The article Tuberculosis is written by Gary Maartens and Robert J Wilkinson to show the readers problems of tuberculosis disease. Tuberculosis is the leading cause of death in developing countries especially in sub-Saharan Africa. Many people in this region are infected to HIV therefore it increases susceptibility of tuberculosis, which is an opportunistic disease that infects immunosuppressed people. Incident of tuberculosis declined in high-income countries, however still remain high in resource-poor countries due to lack of advances. The key to the control of the tuberculosis disease is development of new diagnostic method, treatment, and vaccination. Health agencies are trying to support low-income countries that are in risk, but effort, political will, and high amount of resources are needed for this plan.
According to the article, the risk of tuberculosis infection is higher in HIV infected patients, thus the incidence rate is increased in sub-Saharan Africa due to HIV epidemic. Some patients have multidrug-resistant tuberculosis, which have resistance to antimycobacterial drugs such as rifampicin and isoniazid. If the resistance level is high, the disease is untreatable, so the patients die in about 16 days. Multidrug-resistant tuberculosis is found more in patients who has been treated previously than newly infected patients. Since existing drugs have no effect on multidrug resistant tuberculosis, new antimycobacterial drugs are needed for treatment. Researchers examined the interaction of immune system to mycobacterium tuberculosis and they found that lack of vitamin D is associated with tuberculosis infection. This suggests that prevention of tuberculosis is possible by vitamin D supplementation. Also many studies show that membrane-associated protein mce operon, and small-molecule transporters have important role in virulence and replication of mycobacterium tuberculosis. The studies also found that a K+ efflux channel called kefB prevent mycobacterium tuberculosis from electrophile toxic effects. These proteins are potential targets of novel antimycobacterial drugs. Diagnosis of tuberculosis is done by detecting acid fast bacilli on microscopy and on culture. There are several diagnosis methods for tuberculosis available. Conventional smear diagnosis is seldom used technique because it is time-consuming and has low yield. In-house nucleic-acid amplification tests have high specificity and sensitivity in smear-positive sputum, and can be used to identify if the acid-fast bacilli are mycobacterium tuberculosis. However, this method show moderate sensitivity in smear-negative sputum and the cost is very expensive, thus it cannot be continuously used in developing countries. TST (Tuberculosis Skin Test) is another method of detecting mycobacterium tuberculosis but it is not the most accurate test because it has limitations that may lead to false positive and false negative results. Studies of Lalvani and colleagues state that ESAT-6-based and CFP-10-based enzyme-linked immunospot analysis is more specific than the TST. However, it cannot differentiate active infection from latent infection. T-SPOT.TB test and other similar tests, QFG and QFGIT, are developed from previous tests. Studies suggest that these tests may be able to detect the risk of developing active tuberculosis in people infected with HIV. Researchers are still testing to see if these techniques are more accurate and valid than TST. For treatment of tuberculosis, DOTS (directly observed treatment short course) is recommended. It is a simple treatment that is cost-effective in developing countries and successfully reduced tuberculosis incidence. However, many patients stop taking the treatment when their symptoms improve, as a result, tuberculosis can become drug resistance. Rifampicin is used for treatment of tuberculosis, but resistance of rifampicin is increased in people with HIV. African pharmacokinetic studies reported that outcome is better when higher doses of rifampicin are taken. New antitubercular drugs such as moxifloxacin and gatifloxacin are developed and licensed. Moxifloxacin is very effective against mycobacterium tuberculosis that can be substituted for isoniazid to reduce the time for treatment. The only problem with this drug is that resistance of moxifloxacin can develop rapidly within the patient especially when this drug is used alone for treatment. Moreover gatifloxacin has toxic effects, thus it has not been used. Several clinical trials show that rifampicin and pyrazinamide are effective against latent tuberculosis, therefore successfully prevent tuberculosis infection in HIV-positive people. However these drugs cause severe hepatotoxicity to HIV-negative people. BCG vaccination is known to have some protection against tuberculosis although it does not reduce transmission of the disease. According to researches, vaccines have possibility to reduce reactivation of disease when vaccinated after infection. Vaccinologists has been developing new vaccines that have same or better efficacy than BCG when tested in animals. Vaccine research is not an easy process because a lot of volunteers are needed and data must be collected from them for a long time period. It is reasonable to apply available therapies altogether for prevention and treatment of tuberculosis but it requires a lot of resources that developing countries lack of. Nevertheless, other data mention that co-administration of antitubercular and antiretroviral therapies cause increased risk of harmful side effect such as immune reconstitution inflammatory syndrome. Under this syndrome, tuberculosis can become worse due to appearance of non-apparent tuberculosis. There are drugs attempt to improve the condition of immune reconstitution inflammatory syndrome, however these drugs cannot be used on HIV-infected patients for the reason that safety issue still remains.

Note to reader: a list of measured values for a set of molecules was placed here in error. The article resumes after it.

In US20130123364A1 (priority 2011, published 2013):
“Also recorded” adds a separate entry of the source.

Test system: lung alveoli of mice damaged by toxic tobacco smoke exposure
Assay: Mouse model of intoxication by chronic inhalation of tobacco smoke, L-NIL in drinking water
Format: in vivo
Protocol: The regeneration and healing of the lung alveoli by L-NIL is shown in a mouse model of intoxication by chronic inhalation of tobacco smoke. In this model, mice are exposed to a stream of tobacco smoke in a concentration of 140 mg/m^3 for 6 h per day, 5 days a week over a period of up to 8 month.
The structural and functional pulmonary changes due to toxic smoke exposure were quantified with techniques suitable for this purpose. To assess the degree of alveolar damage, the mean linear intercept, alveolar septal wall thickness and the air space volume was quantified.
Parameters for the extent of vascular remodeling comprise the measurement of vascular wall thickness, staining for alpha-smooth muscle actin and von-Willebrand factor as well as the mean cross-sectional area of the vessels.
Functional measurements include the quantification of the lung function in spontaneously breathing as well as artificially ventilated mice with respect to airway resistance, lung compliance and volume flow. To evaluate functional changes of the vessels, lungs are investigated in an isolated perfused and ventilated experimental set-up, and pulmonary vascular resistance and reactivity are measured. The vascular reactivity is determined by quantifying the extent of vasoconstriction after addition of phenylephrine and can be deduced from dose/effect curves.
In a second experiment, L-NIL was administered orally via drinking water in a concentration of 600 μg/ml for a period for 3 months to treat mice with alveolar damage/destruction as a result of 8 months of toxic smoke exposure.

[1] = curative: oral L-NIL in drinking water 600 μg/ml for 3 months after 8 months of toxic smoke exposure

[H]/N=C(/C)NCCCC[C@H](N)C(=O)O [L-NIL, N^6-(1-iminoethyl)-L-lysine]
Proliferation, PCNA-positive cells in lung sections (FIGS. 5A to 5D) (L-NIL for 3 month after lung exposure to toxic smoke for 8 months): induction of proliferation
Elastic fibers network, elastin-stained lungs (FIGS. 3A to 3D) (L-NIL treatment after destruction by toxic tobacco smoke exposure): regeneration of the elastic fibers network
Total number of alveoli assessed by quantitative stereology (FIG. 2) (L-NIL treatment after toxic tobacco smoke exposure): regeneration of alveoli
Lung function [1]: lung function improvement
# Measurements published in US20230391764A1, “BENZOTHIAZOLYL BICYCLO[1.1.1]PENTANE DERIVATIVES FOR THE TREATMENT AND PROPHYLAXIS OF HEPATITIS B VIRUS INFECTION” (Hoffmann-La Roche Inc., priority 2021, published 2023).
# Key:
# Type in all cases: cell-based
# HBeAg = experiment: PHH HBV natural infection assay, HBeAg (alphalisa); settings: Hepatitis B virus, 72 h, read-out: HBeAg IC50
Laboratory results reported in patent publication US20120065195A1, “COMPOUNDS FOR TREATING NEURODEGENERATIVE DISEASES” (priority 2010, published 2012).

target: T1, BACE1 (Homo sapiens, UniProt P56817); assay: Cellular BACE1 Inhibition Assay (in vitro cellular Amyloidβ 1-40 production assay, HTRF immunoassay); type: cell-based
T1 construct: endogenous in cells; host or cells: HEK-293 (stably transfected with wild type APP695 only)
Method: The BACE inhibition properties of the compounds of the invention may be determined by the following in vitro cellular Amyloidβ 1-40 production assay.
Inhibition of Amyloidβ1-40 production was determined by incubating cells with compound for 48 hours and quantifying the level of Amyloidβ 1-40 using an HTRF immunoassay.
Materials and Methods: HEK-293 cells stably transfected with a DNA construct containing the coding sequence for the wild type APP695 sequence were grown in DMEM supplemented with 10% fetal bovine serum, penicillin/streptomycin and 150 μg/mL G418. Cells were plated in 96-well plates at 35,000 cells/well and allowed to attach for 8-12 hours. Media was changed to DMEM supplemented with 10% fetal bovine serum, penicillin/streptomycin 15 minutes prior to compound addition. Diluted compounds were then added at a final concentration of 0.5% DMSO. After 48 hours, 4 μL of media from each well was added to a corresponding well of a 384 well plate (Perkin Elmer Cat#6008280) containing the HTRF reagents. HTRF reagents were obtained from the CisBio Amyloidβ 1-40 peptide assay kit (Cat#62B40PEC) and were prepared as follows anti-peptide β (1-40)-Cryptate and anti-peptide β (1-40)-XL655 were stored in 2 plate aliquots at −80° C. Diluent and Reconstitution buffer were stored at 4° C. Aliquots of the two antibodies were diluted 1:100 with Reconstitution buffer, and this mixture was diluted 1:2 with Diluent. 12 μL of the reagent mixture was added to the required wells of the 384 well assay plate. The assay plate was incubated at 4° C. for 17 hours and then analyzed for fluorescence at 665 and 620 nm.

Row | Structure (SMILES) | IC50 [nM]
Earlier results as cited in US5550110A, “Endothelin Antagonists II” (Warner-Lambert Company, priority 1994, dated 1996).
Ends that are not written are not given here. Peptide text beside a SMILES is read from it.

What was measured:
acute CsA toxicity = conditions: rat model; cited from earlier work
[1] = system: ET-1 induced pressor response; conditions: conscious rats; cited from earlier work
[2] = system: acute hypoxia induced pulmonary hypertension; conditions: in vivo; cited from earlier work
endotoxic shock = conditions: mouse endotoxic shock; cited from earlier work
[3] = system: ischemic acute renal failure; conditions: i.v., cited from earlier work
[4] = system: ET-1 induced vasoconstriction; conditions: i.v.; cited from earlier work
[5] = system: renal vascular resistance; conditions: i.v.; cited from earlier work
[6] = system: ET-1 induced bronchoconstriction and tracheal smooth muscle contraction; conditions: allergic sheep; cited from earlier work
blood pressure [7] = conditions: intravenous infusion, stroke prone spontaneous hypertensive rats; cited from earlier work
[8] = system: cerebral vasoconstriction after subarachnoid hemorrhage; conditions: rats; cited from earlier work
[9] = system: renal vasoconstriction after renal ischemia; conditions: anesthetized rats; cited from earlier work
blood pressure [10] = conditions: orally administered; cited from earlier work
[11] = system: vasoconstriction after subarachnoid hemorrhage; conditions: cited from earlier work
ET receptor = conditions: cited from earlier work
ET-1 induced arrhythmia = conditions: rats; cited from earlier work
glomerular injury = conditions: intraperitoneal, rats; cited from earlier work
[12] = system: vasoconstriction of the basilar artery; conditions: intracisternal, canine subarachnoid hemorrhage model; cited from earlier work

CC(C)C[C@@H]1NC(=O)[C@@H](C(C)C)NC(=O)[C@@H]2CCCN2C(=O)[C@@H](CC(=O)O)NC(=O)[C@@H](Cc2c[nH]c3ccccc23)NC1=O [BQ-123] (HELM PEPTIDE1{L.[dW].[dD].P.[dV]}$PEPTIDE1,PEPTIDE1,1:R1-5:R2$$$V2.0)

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Tuberculosis has been a leading cause of death and still is dreadful when associated with HIV-infection. People in sub-Saharan Africa are highly exposed to HIV-infection; therefore they have increased susceptibility to tuberculosis. These people living in Africa or other low-income countries are in need of advances for diagnosis, treatment, and prevention. Previously developed therapies are becoming incapable because strains of mycobacterium tuberculosis in many patients are resistance to drugs available for treatment. Moreover, multidrug treatment is not cost-effective due to its long-lasting time needed for the treatment. Authors of this article indicate the need for developing cost-effective novel therapies that are better at treating and preventing tuberculosis. The research activities to provide new therapies are rapidly increasing and progressing. Nonetheless, developing countries have limited resources for the advances. Authors suggest development of global plan to help and stop tuberculosis not only in high-income countries but also in middle and low-income countries. It is very challenging to apply advances to developing countries because effort, political will, and abundant resources are needed to support the global plan. This article clearly explains severity of tuberculosis in developing countries and informs why they are in need of advances. Although the cost of generating new drugs and supporting poor countries is very expensive, it should be done as soon as possible to save people dying from tuberculosis. Researchers need to find a way to treat HIV as well, since tuberculosis occurs more frequently in HIV-infected patients. Incidence rate of tuberculosis in worldwide will eventually drop if novel therapies are able to cure HIV, then people in sub-Saharan Africa will suffer lesser from tuberculosis.